US Vice-President Dick Cheney has held talks with President Pervez Musharraf on a surprise visit to Pakistan.
Reports said Mr Cheney (left) was carrying a 'tough' message
Mr Cheney urged Pakistan to do more to combat the Taleban near the Afghan border, but also praised its role in the "war on terror", officials said.
Pakistan is a key US ally in the region but Washington has been alarmed by the Taleban's growing strength in its tribal areas bordering Afghanistan.
Mr Cheney spent only a few hours in Islamabad before flying on to Kabul.
His trip follows a report in the New York Times saying that US President George W Bush wants to send a tough message to Pakistan that Washington could cut its aid to the country unless President Musharraf goes after militants more aggressively.
It also coincides with one to Islamabad by UK Foreign Secretary Margaret Beckett.
The BBC's Barbara Plett in Islamabad says the US and Britain share concerns about an expected increase in Taleban fighting and the support the insurgents get from Pakistani tribes along the border with Afghanistan.
Pakistan has thousands of troops near the border
She says the Americans have made quite pointed statements in recent months about the need for Pakistan to eliminate Taleban safe havens.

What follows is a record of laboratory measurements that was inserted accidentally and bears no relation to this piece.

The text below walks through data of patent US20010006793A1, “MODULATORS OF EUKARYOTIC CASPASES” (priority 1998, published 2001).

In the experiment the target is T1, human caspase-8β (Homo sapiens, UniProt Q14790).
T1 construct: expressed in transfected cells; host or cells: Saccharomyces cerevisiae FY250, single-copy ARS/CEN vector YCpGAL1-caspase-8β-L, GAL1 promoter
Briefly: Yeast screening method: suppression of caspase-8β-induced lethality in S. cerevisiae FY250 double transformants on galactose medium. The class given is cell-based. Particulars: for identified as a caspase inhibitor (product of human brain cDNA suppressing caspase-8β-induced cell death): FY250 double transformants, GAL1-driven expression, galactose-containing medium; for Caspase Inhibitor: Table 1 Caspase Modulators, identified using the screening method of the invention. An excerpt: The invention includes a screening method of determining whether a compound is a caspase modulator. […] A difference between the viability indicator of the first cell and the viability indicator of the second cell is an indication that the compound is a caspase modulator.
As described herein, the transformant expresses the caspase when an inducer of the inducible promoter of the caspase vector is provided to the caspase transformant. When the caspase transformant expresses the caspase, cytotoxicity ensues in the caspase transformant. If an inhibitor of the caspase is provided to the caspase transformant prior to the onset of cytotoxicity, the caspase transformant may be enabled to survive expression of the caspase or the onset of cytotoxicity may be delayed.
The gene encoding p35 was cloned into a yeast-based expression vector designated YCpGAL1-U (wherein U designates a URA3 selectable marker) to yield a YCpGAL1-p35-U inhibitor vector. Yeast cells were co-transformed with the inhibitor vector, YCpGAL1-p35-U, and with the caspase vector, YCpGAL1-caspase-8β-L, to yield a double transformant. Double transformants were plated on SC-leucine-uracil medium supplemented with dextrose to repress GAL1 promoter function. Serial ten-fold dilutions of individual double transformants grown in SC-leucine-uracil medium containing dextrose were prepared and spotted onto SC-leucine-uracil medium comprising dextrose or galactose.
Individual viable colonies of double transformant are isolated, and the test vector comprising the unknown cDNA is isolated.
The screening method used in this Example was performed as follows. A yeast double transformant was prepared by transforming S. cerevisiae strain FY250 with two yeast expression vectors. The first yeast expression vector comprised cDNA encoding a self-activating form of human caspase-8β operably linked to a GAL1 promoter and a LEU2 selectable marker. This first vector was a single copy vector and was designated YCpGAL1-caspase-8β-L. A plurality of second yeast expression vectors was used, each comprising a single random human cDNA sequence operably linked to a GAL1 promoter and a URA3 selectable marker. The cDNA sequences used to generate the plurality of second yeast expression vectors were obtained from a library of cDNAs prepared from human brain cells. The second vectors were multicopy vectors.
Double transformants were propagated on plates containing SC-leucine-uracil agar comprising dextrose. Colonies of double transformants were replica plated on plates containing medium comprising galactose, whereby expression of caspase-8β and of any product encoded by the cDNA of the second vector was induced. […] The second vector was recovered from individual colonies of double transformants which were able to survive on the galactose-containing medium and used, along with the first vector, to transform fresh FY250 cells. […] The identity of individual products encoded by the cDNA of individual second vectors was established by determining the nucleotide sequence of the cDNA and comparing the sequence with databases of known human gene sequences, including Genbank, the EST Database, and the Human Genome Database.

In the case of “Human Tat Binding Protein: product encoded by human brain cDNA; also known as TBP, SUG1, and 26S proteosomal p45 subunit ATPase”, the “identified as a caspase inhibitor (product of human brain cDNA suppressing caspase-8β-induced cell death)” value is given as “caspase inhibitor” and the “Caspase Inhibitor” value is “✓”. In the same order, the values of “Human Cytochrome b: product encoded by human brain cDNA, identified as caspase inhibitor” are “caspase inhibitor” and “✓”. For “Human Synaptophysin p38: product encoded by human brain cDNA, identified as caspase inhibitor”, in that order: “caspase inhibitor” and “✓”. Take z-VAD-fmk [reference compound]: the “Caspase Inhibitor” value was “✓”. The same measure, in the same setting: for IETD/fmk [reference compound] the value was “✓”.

There was no publicity around Dick Cheney's visit to the region.
He went straight into talks with President Musharraf on his arrival in Islamabad and made no public comment after his meeting.
Pakistani officials, however, said Mr Cheney had conveyed US "apprehensions" about al-Qaeda regrouping in the tribal areas near Afghanistan.
And he communicated "serious US concerns" about reports that a surge in Taleban attacks against Nato forces in Afghanistan was imminent, the officials said.
But he also praised Pakistan for its "pivotal role" in fighting the militants.
Mrs Beckett also met President Musharraf during her talks in Islamabad.
She briefed him about an expected announcement that more UK troops are being sent to Afghanistan.
She said Britain recognised the steps Pakistan had taken to prevent Taleban infiltration across the border, but that no-one wanted to see terrorist sanctuaries in Pakistan.
Pakistani officials said border security was a joint responsibility and that Nato and Afghan forces on the other side must do more.
Earlier this month, US said it would not neglect Afghanistan and allow extremists to take over the country.
There are 27,000 US troops in Afghanistan, the number highest since the invasion of 2001, to combat an expected spring offensive by the Taleban.
Afghanistan and Pakistan share a 1,400 mile (2,250km) border.
Many Taleban fighters operate from bases on the Pakistani side of the border and Nato and the Afghan government say Islamabad must do more to curb violence.
Correspondents say that Western officials acknowledge President Musharraf's difficulties, but they are afraid that the Taleban are using Pakistan to prepare for a spring offensive.
President Musharraf's government has also come under fire for pacts with tribal militants in the North and South Waziristan border areas. Critics say the deals give Taleban fighters based there freedom to go where they please.